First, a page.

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The Daily Wildcat

The Daily Wildcat

 

“UA, city recover from cold snap”

Record+low+temperatures+Wednesday+night+were+likely+the+cause+of+this+burst+water+pipe+on+the+outside+of+a+house+on+6th+Street.++Many+people+in+Tucson+awoke+to+water+and+other+utility+service+problems+Thursday+morning+as+a+result+of+the+cold.
Record low temperatures Wednesday night were likely the cause of this burst water pipe on the outside of a house on 6th Street. Many people in Tucson awoke to water and other utility service problems Thursday morning as a result of the cold.

The UA and Tucson continue the return to normalcy following complications from last week’s cold weather.

Tucson Water said that regular service has returned to the 1,400 homes that lost their utilities on Thursday and Friday.

Some houses are still without water, due to individual plumbing issues, not problems with the municipal water service, according to a press release from Tucson Water Spokesman Fernando Molina.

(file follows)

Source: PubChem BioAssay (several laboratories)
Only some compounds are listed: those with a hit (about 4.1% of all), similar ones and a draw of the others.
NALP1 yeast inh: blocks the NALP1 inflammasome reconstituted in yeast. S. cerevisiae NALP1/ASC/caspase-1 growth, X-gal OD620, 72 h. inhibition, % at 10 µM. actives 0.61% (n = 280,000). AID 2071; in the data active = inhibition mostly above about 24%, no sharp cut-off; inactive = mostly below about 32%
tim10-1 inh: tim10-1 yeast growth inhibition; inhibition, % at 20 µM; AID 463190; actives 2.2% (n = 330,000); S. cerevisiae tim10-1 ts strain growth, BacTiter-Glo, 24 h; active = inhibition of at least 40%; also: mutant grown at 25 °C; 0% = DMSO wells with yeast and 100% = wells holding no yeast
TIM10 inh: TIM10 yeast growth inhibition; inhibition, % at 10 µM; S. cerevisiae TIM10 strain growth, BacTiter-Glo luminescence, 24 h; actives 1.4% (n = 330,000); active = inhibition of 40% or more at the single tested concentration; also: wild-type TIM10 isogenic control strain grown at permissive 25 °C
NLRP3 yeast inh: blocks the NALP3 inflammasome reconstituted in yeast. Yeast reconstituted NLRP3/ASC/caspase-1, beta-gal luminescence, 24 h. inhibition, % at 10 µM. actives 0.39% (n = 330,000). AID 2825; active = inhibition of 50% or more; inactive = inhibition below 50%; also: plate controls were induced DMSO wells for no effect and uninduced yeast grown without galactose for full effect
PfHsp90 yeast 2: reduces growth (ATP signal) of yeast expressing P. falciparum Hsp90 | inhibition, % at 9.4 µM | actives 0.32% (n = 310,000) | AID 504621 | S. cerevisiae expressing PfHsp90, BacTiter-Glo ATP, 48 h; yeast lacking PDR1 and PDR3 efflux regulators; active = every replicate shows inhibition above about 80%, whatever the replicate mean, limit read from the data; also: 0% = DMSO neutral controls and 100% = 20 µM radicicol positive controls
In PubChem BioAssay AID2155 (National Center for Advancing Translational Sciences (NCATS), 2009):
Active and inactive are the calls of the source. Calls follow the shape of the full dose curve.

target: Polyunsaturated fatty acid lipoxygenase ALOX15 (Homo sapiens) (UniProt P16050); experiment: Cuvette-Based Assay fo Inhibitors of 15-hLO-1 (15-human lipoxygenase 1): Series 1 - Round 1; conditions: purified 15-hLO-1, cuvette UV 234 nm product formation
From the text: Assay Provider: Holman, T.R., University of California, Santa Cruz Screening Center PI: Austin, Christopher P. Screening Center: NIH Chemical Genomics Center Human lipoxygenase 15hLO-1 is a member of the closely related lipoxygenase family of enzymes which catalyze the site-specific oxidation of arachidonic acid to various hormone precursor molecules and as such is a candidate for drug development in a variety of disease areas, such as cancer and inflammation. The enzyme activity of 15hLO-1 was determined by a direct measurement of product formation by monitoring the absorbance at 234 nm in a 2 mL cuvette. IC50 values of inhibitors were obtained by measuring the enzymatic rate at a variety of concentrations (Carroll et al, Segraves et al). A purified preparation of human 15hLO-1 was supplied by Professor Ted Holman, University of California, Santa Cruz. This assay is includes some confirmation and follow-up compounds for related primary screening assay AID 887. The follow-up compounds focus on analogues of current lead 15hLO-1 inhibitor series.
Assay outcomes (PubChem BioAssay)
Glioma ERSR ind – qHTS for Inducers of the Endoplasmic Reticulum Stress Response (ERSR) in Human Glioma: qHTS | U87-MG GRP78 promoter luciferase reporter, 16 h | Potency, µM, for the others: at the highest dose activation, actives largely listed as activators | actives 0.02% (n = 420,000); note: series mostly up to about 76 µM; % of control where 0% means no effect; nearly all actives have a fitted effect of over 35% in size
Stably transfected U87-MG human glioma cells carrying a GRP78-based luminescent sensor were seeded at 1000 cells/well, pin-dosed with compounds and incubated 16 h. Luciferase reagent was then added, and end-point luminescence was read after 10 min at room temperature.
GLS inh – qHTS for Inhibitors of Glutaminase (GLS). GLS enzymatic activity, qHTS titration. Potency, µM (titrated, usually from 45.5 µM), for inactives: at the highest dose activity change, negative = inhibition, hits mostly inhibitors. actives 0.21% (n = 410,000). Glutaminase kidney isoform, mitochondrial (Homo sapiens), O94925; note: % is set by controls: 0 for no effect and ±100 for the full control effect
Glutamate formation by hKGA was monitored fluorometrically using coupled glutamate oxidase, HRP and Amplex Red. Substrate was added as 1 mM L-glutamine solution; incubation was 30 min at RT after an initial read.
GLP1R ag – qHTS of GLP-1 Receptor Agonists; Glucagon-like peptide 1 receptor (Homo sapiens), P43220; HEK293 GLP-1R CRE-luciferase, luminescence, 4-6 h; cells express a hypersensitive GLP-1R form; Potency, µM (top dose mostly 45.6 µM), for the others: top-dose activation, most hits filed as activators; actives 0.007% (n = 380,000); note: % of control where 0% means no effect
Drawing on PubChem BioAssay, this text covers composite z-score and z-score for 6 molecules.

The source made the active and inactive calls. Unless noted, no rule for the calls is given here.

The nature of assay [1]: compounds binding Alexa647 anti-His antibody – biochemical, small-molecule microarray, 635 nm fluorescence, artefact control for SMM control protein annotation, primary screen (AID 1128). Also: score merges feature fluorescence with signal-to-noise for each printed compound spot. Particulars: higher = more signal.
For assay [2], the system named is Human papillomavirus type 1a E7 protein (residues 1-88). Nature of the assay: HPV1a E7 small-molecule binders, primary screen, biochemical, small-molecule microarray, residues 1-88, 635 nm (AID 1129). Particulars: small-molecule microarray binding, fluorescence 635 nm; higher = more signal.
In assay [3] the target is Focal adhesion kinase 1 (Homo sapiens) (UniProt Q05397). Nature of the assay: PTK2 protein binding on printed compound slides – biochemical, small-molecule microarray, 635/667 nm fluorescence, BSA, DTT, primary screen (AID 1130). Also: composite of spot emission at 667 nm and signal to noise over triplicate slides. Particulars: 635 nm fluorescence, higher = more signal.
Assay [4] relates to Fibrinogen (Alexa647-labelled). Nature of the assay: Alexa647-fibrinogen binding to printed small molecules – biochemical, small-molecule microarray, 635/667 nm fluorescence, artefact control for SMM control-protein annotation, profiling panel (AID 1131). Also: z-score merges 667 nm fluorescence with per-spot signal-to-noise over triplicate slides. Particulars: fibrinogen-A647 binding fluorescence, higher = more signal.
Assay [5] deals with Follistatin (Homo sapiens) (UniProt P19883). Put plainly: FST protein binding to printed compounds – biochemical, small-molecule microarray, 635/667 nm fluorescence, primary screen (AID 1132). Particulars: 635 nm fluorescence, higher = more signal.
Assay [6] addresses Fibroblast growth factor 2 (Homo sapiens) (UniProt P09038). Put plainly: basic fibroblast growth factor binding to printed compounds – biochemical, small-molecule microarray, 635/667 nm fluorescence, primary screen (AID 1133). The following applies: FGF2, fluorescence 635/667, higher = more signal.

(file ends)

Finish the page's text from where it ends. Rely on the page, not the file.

The 18-degree low on Friday was one degree warmer than the coldest February temperature in Tucson’s recorded history, which was Feb. 7, 1899.

Both Thursday and Friday set new record lows for those days.  

Tucson Fire Department officials said at least two people died seemingly as a result of the frigid weather.

At the UA, some buildings continue to suffer from water and heating issues.

“”We probably had 20 buildings that were affected that had no water yesterday (Friday),”” said Chris Kopach, director of Facilities Management.

More than 100 employees, pulled from all areas of Facilities Management, have been “”all over the place”” working to restore the campus, according to Kopach.

“”They all worked as one good team,”” Kopach said.

Water has been restored to all buildings on campus, though crews will need to continue to work in order to repair broken pipes and water lines.

Facilities Management worked with Southwest Gas Corporation and now the gas pressure is up and running. Heat has been restored to most buildings but a few, such as Slonaker House, are still having problems.

Repairs are being prioritized and “”everything is safe,”” Kopach said.

The UA has yet to release a statement regarding the damage caused by the rupturing water pipes around campus, but these issues are not expected to interrupt the UA’s class schedule for the week.

Luke Money contributed reporting to this story.

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